Database Management Simplify your work and personal life
Database management systems are software tools for your PC, Mac or mobile device that help you organise your business, organisation or personal life.
Database management systems let you organise any type of information, including:
- People; customers, employees, students, homeowners' association, walking club…
- Projects; staff assessment, refurbishing your office, introducing a new product, car maintenance…
- Assets; company stock, personal wine collection…
- Images; product photos, scanned drawings, videos…
The information stored in your database management system can be in the form of text, photos, PDF files, sound files, illustrations — pretty much any information you can store on your computer.
How is database management software different to a spreadsheet?
Database management software and spreadsheets may seem similar but there are important differences.
A spreadsheet excels at number crunching, not at database management. Spreadsheets let you change a number such as an interest rate and see what impact it has on other numbers, which is fine. However, some people misuse spreadsheets as their database management system for holding lists such as project schedules, stock lists or contact information.
Link related data. Say you manage a gym with different membership types. If you keep each member's monthly fee in a spreadsheet, you have to manually update the fees whenever you change them. With a database management system, you can create one table that includes the member's name and membership type, and link it to another table that links membership types to fees. Then you can just change the fee in one place. This is called a relational database.
Answer questions and solve problems. A database management system will let you ask, "Which customers who live in London have not placed an order in more than three months?", "Who has ordered Game A but not Game B?", "Which walk leaders have led the Chilterns Ridgeway walk?", "What are the similarities and differences in performance between year 7 and year 11 pupils?"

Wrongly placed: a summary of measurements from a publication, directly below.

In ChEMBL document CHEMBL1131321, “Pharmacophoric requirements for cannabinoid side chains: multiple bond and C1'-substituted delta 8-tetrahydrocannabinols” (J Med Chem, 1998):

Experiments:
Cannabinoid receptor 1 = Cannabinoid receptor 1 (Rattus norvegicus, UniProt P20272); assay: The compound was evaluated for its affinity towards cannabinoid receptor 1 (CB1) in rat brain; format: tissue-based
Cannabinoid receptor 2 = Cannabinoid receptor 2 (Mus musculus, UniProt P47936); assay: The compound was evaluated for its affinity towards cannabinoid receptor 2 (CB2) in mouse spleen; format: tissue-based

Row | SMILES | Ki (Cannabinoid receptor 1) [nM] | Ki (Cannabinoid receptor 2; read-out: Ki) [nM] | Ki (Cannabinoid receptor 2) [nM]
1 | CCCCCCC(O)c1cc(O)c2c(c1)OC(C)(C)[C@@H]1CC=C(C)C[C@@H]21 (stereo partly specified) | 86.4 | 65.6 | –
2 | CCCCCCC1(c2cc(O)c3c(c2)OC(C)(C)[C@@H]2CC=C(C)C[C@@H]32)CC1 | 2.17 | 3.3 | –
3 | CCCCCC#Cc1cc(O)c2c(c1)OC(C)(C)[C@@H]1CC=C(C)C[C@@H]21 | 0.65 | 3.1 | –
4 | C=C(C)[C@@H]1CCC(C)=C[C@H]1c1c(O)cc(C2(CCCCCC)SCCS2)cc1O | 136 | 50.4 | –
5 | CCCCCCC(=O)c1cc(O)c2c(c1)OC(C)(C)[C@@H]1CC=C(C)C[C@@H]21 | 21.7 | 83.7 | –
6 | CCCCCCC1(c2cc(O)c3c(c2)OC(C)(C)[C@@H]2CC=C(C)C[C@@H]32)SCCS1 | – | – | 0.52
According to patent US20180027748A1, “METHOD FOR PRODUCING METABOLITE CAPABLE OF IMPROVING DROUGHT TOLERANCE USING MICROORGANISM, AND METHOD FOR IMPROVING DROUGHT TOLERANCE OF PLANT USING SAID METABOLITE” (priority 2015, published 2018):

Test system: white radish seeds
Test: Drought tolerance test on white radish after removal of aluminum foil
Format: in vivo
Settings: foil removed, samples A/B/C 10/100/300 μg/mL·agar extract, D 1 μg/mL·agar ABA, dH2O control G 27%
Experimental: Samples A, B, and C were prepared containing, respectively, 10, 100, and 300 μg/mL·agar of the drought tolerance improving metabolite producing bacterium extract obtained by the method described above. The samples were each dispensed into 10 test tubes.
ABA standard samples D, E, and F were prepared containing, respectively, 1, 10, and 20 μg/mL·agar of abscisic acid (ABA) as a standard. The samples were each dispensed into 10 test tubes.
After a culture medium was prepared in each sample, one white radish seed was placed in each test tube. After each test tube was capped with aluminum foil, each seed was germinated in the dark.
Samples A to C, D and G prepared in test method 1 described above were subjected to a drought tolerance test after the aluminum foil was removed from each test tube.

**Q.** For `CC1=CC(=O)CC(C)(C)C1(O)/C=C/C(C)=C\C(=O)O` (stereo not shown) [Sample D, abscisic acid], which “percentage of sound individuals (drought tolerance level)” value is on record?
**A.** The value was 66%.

Link to information on the web or in other company databases. For example, if your database has a tracking number field you can show realtime delivery status information from the courier's website.
Share data with others. You can share your data with other people in your organisation, customers and business partners. One way is to create a web database.
View your data in different ways. Database management systems let you view your data in lists, tables or attractive forms that can resemble your paper forms.
How do you use a database management system?
There are three basic steps involved in using a database management system:
- Create a database. All database management systems let you start from scratch. Easy databases let you start from templates or existing spreadsheets. Some Mac databases let you start from iCal Tasks, Events and Address Books.
- Design on‐screen forms where you'll enter and view your data.
- Use your database management system to store your information, ask your questions about it, generate reports, print mailing labels, send emails and more.
What skills do I need to use a database management system?
The first database management systems required specialised expertise to set up. Today you can find easy database management systems that make it easy to create databases, even if you haven't tried it before. For almost any business or personal project, a database management system helps you spend less time managing the details and more time managing your business.